Lyme disease detection bill authored by Rep. Todd Hunter headed to governor
Excerpted from m.aller.com ( Posted: 05/27/2011 )
AUSTIN — Texas physicians and nurses may be in a position to better treat and detect Lyme disease after passage of a bill authored by Rep. Todd Hunter, R-Corpus Christi, into law.
House Bill 2975 requires the Texas Medical Board to establish a program to train doctors and nurses to better diagnose and treat the disease that is transferred from deer and other animals to humans via tick bites.
More than 1,400 cases were reported in Texas between 1990 and 2008, according to data from the U.S. Centers for Disease Control and Prevention, placing it in the top 10.
New York and Pennsylvania, the top two states, reported a combined 138,000 cases during the same period.
The number of cases reported in Texas more than tripled from 2007 to 2009, from 87 to 276, according to the Texas Department of State Health Services.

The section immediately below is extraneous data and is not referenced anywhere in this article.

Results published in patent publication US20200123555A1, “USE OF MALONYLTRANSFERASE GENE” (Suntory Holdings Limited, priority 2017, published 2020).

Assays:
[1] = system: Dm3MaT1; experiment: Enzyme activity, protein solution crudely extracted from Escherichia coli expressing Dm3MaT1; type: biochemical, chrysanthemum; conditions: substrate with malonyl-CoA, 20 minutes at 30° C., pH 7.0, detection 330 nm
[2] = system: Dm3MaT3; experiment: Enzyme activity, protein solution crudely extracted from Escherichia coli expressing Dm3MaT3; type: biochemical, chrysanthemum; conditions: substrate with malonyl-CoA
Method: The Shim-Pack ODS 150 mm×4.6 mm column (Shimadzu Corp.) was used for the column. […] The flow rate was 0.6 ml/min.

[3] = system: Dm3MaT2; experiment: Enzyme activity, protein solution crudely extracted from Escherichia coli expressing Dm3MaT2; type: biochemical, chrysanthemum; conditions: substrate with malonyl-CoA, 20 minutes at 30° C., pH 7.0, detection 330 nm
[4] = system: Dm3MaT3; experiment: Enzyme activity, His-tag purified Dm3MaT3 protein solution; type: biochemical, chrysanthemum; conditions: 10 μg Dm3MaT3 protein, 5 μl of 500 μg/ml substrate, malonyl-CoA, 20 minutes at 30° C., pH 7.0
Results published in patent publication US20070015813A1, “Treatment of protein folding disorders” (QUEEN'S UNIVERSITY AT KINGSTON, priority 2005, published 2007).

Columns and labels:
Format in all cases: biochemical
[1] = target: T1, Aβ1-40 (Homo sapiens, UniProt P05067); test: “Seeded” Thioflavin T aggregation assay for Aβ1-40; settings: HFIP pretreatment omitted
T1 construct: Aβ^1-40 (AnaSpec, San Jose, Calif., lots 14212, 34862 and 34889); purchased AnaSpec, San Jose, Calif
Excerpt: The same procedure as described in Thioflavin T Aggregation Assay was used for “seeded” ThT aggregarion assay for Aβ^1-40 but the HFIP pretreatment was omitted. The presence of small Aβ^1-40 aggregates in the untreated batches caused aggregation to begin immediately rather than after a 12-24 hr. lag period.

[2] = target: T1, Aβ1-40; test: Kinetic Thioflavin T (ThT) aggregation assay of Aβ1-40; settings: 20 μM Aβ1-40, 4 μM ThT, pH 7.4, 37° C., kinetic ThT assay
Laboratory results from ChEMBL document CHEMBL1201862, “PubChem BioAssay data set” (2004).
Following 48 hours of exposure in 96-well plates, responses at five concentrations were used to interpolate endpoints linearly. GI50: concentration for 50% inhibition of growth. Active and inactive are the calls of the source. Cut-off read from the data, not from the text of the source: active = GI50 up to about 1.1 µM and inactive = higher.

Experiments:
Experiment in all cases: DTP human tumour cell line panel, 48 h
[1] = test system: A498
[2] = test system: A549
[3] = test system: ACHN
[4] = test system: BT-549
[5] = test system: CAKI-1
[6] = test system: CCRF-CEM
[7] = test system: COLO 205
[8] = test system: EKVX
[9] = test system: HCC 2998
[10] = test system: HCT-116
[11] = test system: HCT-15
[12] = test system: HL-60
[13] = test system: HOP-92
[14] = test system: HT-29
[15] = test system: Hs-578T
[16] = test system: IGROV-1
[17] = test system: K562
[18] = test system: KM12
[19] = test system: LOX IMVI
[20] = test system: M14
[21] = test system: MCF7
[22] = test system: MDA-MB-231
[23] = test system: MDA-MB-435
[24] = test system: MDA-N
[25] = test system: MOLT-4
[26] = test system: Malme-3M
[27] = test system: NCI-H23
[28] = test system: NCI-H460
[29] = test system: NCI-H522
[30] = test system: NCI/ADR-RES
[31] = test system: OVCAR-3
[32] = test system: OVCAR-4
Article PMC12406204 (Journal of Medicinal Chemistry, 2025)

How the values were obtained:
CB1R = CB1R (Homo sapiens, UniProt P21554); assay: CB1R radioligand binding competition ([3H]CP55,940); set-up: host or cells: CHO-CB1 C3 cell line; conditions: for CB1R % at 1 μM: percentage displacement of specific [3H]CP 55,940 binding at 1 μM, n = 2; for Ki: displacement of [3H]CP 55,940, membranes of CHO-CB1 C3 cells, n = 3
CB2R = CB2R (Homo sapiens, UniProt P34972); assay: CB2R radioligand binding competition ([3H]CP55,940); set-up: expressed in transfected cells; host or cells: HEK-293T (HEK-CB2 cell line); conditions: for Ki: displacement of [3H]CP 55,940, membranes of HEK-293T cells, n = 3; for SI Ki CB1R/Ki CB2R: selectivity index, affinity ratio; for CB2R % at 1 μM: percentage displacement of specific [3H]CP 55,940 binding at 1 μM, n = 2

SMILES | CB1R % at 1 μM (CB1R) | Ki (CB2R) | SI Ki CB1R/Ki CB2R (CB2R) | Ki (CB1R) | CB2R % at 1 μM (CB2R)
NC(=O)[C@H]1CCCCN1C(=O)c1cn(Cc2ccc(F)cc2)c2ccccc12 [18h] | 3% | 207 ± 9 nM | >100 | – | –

Hunter said the bill is a first step in giving physicians and nurse practitioners the legal protection they need to treat and diagnose the disease without fear of reprisal from the medical board.
Hunter said whether Lyme disease exists in Texas has been a point of controversy for years.
Corpus Christi resident Charles Webb knows better.
His daughter, now in her 20s, first showed signs of the disease in November 2008.
“She had just competed in a triathlon,” he said. “She was incredibly active and fit.”
Webb and his wife watched as their daughter’s health slowly declined.
Desperate to find answers and faced with physicians in Texas who were uncertain how to treat the symptoms, they found a diagnosis and treatment out of state.
“What we’ve encountered is that there are many highly educated physicians in Texas who don’t believe we have the disease here,” he said.
For the complete article: http://m.caller.com/news/2011/may/27/lyme-disease-detection-bill-authored-by-rep-todd/